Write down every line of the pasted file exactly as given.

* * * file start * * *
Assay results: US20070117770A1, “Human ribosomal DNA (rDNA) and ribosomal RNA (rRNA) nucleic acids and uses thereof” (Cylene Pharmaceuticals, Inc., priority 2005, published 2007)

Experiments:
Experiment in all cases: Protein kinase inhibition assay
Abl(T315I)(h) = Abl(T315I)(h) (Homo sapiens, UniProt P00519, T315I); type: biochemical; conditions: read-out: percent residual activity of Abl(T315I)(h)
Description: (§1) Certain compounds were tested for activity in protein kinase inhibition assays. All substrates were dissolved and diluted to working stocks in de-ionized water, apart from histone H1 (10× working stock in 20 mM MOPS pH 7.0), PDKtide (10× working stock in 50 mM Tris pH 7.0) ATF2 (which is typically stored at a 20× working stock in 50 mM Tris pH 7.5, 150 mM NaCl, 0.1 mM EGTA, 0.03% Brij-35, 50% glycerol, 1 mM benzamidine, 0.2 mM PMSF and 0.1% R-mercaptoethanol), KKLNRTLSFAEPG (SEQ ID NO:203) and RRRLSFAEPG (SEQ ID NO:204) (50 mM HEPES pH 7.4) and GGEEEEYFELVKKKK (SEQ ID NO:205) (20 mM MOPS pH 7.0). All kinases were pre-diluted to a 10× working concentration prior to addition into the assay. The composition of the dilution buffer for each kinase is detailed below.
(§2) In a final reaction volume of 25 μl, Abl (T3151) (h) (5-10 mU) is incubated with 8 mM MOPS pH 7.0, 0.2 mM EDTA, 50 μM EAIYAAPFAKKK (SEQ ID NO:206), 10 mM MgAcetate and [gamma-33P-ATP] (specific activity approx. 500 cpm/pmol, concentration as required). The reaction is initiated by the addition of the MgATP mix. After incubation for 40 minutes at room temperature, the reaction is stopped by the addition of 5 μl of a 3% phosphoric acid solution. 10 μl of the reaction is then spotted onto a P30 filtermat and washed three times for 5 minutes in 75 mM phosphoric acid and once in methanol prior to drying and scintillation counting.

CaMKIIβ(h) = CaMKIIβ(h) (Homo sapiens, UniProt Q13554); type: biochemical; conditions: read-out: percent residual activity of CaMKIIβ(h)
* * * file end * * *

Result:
Assay results: US20070117770A1, “Human ribosomal DNA (rDNA) and ribosomal RNA (rRNA) nucleic acids and uses thereof” (Cylene Pharmaceuticals, Inc., priority 2005, published 2007)

Experiments:
Experiment in all cases: Protein kinase inhibition assay
Abl(T315I)(h) = Abl(T315I)(h) (Homo sapiens, UniProt P00519, T315I); type: biochemical; conditions: read-out: percent residual activity of Abl(T315I)(h)
Description: (§1) Certain compounds were tested for activity in protein kinase inhibition assays. All substrates were dissolved and diluted to working stocks in de-ionized water, apart from histone H1 (10× working stock in 20 mM MOPS pH 7.0), PDKtide (10× working stock in 50 mM Tris pH 7.0) ATF2 (which is typically stored at a 20× working stock in 50 mM Tris pH 7.5, 150 mM NaCl, 0.1 mM EGTA, 0.03% Brij-35, 50% glycerol, 1 mM benzamidine, 0.2 mM PMSF and 0.1% R-mercaptoethanol), KKLNRTLSFAEPG (SEQ ID NO:203) and RRRLSFAEPG (SEQ ID NO:204) (50 mM HEPES pH 7.4) and GGEEEEYFELVKKKK (SEQ ID NO:205) (20 mM MOPS pH 7.0). All kinases were pre-diluted to a 10× working concentration prior to addition into the assay. The composition of the dilution buffer for each kinase is detailed below.
(§2) In a final reaction volume of 25 μl, Abl (T3151) (h) (5-10 mU) is incubated with 8 mM MOPS pH 7.0, 0.2 mM EDTA, 50 μM EAIYAAPFAKKK (SEQ ID NO:206), 10 mM MgAcetate and [gamma-33P-ATP] (specific activity approx. 500 cpm/pmol, concentration as required). The reaction is initiated by the addition of the MgATP mix. After incubation for 40 minutes at room temperature, the reaction is stopped by the addition of 5 μl of a 3% phosphoric acid solution. 10 μl of the reaction is then spotted onto a P30 filtermat and washed three times for 5 minutes in 75 mM phosphoric acid and once in methanol prior to drying and scintillation counting.

CaMKIIβ(h) = CaMKIIβ(h) (Homo sapiens, UniProt Q13554); type: biochemical; conditions: read-out: percent residual activity of CaMKIIβ(h)